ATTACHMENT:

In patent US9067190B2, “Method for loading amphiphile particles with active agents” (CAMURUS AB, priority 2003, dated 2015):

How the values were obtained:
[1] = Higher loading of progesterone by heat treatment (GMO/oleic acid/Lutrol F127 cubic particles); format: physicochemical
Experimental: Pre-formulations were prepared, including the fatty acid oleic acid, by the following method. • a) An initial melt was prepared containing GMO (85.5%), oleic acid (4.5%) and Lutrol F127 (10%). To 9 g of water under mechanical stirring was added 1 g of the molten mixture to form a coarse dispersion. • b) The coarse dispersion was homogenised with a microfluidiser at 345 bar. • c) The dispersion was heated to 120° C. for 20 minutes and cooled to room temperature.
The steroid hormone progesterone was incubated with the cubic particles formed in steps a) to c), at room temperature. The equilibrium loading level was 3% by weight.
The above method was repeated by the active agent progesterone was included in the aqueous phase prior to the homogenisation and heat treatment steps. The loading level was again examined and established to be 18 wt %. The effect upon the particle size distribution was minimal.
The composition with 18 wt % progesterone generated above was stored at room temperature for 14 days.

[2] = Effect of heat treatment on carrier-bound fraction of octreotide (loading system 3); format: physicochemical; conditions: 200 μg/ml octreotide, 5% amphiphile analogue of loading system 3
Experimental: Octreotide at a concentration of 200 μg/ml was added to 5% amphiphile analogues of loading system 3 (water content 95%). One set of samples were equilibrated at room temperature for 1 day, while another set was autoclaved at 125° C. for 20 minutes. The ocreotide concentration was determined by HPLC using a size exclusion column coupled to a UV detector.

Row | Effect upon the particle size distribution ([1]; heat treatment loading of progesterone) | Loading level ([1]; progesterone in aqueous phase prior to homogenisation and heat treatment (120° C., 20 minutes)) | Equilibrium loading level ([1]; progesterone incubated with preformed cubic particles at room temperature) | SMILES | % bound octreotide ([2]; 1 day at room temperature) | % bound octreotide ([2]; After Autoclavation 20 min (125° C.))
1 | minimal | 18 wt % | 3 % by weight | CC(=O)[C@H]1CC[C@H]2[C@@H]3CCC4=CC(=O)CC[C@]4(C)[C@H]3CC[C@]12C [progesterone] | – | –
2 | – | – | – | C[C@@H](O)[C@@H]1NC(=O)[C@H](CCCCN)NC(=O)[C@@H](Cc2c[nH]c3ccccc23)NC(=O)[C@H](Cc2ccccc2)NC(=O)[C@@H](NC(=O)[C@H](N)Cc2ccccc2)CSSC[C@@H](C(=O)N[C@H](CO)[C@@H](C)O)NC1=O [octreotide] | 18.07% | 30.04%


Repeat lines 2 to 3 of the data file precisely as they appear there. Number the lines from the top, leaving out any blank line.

How the values were obtained:
[1] = Higher loading of progesterone by heat treatment (GMO/oleic acid/Lutrol F127 cubic particles); format: physicochemical